Born in Russia on May 11, 1888 as Israel Baline, he was the youngest of eight children. His family migrated to America in 1893 and settled in New York.
Exact birthplace is unknown
September 22, 1989 in New York, he died in his sleep
Irving Berlin was only 13 when he became a street singer; this was shortly after his father's death. His singing attracted the attention of local cafe owners, and places like Callahan's and Chinatown Cafe hired him to sing. Before long, Irving was plugging Harry von Tilzer's songs at Tony Pastor's Music Hall. But it was in 1906, when Irving was working as a singing waiter in Pelham Café, that his career blossomed.
Pelham Cafe Years:
Collaborating with pianist Nick Nicholson, Irving wrote the lyrics to "Marie Of Sunny Italy." It was later published, but instead of the name Israel Baline, they erroneously printed Irving Berlin. This name was the one he would use from then on. Irving often sung "Marie Of Sunny Italy" at work and was also known to sing parodies of hit songs to the amusement of customers. At this time he was becoming known as a lyricist.
Although he could create melodies, Irving was known primarily as a lyricist. Some of his early songs include:
1908 - "Dorando" and "The Best of Friends Must Part"
1909 - "Sadie Salome, Go Home," "Next To Your Mother" and "Who Do You Love"
1910 - "Kiss Me, My Honey, Kiss Me"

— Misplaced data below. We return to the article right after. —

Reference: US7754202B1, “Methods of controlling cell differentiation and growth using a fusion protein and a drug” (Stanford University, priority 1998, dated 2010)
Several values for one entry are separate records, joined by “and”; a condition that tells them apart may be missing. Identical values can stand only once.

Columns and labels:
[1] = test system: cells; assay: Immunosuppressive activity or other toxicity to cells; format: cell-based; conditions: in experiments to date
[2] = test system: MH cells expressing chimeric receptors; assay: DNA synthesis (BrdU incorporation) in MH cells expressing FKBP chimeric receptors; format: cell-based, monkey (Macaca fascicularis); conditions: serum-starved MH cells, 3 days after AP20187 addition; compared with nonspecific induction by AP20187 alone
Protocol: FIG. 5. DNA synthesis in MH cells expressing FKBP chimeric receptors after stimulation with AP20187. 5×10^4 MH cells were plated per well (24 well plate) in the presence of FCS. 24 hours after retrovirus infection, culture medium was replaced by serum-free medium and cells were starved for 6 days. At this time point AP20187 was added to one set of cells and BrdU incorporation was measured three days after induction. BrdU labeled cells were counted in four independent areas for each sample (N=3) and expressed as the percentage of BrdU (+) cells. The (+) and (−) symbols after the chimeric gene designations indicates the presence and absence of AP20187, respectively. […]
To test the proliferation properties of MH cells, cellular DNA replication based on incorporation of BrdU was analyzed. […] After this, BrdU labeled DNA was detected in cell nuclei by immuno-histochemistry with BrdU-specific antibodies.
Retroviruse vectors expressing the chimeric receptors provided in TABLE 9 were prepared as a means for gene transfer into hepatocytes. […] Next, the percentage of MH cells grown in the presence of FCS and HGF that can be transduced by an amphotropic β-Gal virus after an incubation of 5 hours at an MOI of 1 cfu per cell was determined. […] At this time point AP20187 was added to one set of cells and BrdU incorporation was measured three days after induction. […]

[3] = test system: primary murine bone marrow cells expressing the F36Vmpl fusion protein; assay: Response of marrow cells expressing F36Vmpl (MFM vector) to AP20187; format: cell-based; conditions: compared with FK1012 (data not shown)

It was in 1911 with his song "Alexander's Ragtime Band" that Irving became well-known. The song sold over a million copies and became a huge influence on American pop music. Irving continued to write songs in various genres: love songs, ballads, dance tunes, etc. Some of these songs are: "Always," "Anything You Can Do I Can Do Better," "Cheek to Cheek," "Puttin' on the Ritz," "There's No Business Like Show Business," "White Christmas" and "How Deep Is The Ocean."
Other Notable Works:
"When I Lost You," (1912, written after he lost his first wife) "Oh! How I Hate To Get Up In The Morning," (1918, from the stage play Yip, Yip Yaphank
which featured soldiers as cast members) and "God Bless America" (received a Congressional Gold Medal).
Irving Berlin's talent carried over to Broadway as well, writing songs for plays like "Watch Your Step," (1914), "Annie Get Your Gun," "Louisiana Purchase," "As Thousands Cheer," "Face the Music," "Call Me Madam" and "Sayonara." His songs were also used on films, like the 1927 movie "Jazz Singer," "Top Hat" and "Alexander's Ragtime Band."
After the attack on Pearl Harbor, Irving returned to Camp Upton, this time creating an all-soldier stage play called This is The Army. It opened on Broadway in 1942 and then in 1943 was made into a film starring, among others, Ronald Reagan. He received an Academy Award for his song "White Christmas" (1942), received the Army's Medal of Merit in 1945 and the Freedom Medal in 1977, among other accolades.
During the war, Irving joined the Army and was assigned to Camp Upton on Long Island. In 1921, he and producer Sam Harris built a theater called The Music Box. He also co-founded ASCAP (American Society of Composers, Authors and Publishers) and contributed to several foundations and charitable groups. The royalties of his song "God Bless America" is said to go to the Boy Scouts and Girl Scouts. Irving married Ellin Mackay on January 4, 1926. He was inducted to the Songwriters Hall of Fame in 1970.
For more information on Irving Berlin's music, visit The Parlor Songs website.